Dermatologist Richard Sharpe turned out to be a sharp-shooter, ending his wife Karen’s life with a rifle shot, a bull’s eye—sinking lead deep into her chest. It is difficult to think that a member of the Harvard Medical School faculty and highly successful entrepreneur with several lucrative side businesses could cause such devastation.

Dr. Sharpe seemed to have it all: a wife, 3 children, a big house, and lots of money. He was a multimillionaire, a result of his shrewd investments in the stock market, but his wealth actually led to his downfall. When his marriage soured, he couldn’t live with the thought of giving up $3 million in a divorce settlement to his wife, even though they had started out as high school sweethearts and had been married for 26 years. In July 2000, facing the fear of a steep financial loss, Sharpe took matters into his own hand, fired a .22-caliber rifle, and sunk a bullet into his wife’s chest in the foyer of their Wenham, MA mansion, in front of her brother!

Dark Secret Exposed

The killing not only led to Sharpe’s arrest and conviction, but his murder trial exposed the fact that he was a compulsive cross-dresser for many years, with a perverted penchant for wearing his own daughter’s underwear. The case drew national attention when photos of Sharpe wearing fishnet stockings and skin-tight dresses were released to the public. Affidavits from Karen Sharpe’s divorce proceedings were admitted as evidence, which claimed that the doctor had been stealing her birth control pills in order to enlarge his breasts. Other testimony revealed that Sharpe had been digesting hormones to supplement his wife’s birth control pills in order to grow bigger breasts.

Sharpe’s clothes-swapping, breast-enlarging secrets were revealed to build a case for his defense. Sharpe testified that at a young age, he began cross-dressing as a defense mechanism to cope with his violent, rage-fueled, and abusive father. Several defense witnesses, including his children, also testified that Sharpe grew up in fear of his abusive father.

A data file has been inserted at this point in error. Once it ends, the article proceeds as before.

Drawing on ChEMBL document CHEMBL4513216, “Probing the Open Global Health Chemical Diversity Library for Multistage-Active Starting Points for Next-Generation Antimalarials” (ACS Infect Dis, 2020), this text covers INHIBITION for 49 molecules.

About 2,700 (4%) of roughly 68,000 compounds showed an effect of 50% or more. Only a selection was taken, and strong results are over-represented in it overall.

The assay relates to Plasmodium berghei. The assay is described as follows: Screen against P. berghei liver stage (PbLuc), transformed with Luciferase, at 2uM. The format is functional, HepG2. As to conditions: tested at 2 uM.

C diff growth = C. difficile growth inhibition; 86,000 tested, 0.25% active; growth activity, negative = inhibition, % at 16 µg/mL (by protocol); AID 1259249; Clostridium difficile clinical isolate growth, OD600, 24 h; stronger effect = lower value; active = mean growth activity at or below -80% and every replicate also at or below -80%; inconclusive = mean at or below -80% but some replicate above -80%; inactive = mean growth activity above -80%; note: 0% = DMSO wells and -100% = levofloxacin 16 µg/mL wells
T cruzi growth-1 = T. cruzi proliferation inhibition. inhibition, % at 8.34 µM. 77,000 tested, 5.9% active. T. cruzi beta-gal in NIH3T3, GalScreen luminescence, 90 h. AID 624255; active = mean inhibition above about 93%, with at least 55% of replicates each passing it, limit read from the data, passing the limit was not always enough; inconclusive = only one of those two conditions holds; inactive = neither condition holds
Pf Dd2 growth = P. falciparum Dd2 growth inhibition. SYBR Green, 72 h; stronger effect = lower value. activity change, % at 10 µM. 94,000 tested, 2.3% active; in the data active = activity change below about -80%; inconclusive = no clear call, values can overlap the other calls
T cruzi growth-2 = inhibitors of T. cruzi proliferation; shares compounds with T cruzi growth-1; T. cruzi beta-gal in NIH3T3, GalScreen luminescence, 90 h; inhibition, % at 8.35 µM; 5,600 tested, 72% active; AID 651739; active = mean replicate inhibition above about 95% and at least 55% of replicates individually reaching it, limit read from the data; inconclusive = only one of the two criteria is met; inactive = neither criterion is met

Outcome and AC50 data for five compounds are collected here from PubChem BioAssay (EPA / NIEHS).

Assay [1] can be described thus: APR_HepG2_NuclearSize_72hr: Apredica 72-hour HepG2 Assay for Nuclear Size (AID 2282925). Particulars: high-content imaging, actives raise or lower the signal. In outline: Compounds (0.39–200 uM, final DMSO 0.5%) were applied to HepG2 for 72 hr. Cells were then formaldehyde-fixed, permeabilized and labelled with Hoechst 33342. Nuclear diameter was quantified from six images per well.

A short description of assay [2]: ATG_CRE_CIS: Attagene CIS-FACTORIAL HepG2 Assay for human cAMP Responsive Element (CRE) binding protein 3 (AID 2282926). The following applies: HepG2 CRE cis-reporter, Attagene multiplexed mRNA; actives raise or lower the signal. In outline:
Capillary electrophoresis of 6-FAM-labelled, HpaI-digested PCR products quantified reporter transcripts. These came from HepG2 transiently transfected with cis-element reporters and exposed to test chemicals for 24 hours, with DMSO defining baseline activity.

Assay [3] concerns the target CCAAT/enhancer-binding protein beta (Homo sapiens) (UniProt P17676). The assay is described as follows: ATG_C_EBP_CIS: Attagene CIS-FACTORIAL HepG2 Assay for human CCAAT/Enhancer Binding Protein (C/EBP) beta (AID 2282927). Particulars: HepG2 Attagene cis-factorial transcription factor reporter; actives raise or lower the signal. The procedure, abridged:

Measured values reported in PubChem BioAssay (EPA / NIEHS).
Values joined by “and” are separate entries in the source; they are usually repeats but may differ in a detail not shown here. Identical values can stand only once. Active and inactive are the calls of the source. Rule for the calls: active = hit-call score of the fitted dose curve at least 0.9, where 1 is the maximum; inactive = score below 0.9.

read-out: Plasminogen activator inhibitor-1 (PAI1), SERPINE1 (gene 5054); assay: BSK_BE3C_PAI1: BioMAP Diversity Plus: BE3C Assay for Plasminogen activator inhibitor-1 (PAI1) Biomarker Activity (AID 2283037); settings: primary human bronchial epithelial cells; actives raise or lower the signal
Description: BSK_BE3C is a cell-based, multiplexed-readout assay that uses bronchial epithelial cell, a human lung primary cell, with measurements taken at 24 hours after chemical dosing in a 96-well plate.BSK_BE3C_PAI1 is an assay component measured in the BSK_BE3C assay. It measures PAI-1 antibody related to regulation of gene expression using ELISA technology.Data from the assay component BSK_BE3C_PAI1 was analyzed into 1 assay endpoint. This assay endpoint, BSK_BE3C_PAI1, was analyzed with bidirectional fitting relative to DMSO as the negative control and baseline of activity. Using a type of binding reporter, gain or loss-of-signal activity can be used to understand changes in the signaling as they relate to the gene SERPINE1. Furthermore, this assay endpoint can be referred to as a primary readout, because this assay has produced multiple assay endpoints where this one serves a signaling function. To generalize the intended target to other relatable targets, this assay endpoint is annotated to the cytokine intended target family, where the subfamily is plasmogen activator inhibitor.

His defense attorney called in an expert witness, a psychiatrist who testified that Sharpe suffered from multiple disorders, including bouts of depression, as a result of his abusive paternal upbringing. The defense psychiatrist introduced the fact that as a result of the abuse, Sharpe also suffered from an intermittent explosive disorder, occasionally causing Sharpe to exhibit bursts of rage and aggression, a condition that escalated during his use of alcohol. This defense strategy was employed to prove that Sharpe, as he said on the witness stand, couldn’t recall most of what happened on the night he murdered his wife.

The flimsy defense didn’t hold water. The prosecution successfully argued that Sharpe’s symptoms of mental illness were bogus and that he had methodically planned to take his wife’s life after she filed for divorce. The jury determined the killing was not the result of an uncontrollable outburst of a mentally disturbed mind. He was convicted in 2001 of slaying his wife and was sentenced to life in prison.

He Couldn’t Cope

In 2002, Sharpe attempted to commit suicide in his prison cell by hanging himself. The attempt was unsuccessful. However, in 2009, Sharpe’s second attempt at suicide was successful. He was found hanged to death in his prison cell, swinging from bed sheets that were rigged up as a noose, tied to the top of his bunk. He was 54.

Michael Traft, Richard Sharpe’s appellate lawyer, reflected, "Whenever a person takes their own life, obviously you feel badly for that person, but my true sympathy is with Karen Sharpe. She died needlessly."

Reference

  1. Glatt J. Twisted: The Secret Desires and Bizarre Double Life of Dr. Richard Sharpe. St. Martin’s True Crime Library. 2003. http://www.goodreads.com/book/show/600499.Twisted.
  2. Lavoie D. Richard Sharpe, cross-dressing harvard doctor who killed wife, found hanged. Huffington Post website. February 6, 2009. http://www.huffingtonpost.com/2009/01/06/richard-sharpe-crossdress_n_155723.html.
  3. Rogers P. Lifting the veil. People website. January 29, 2001. http://www.people.com/people/archive/article/0,,20133534,00.html.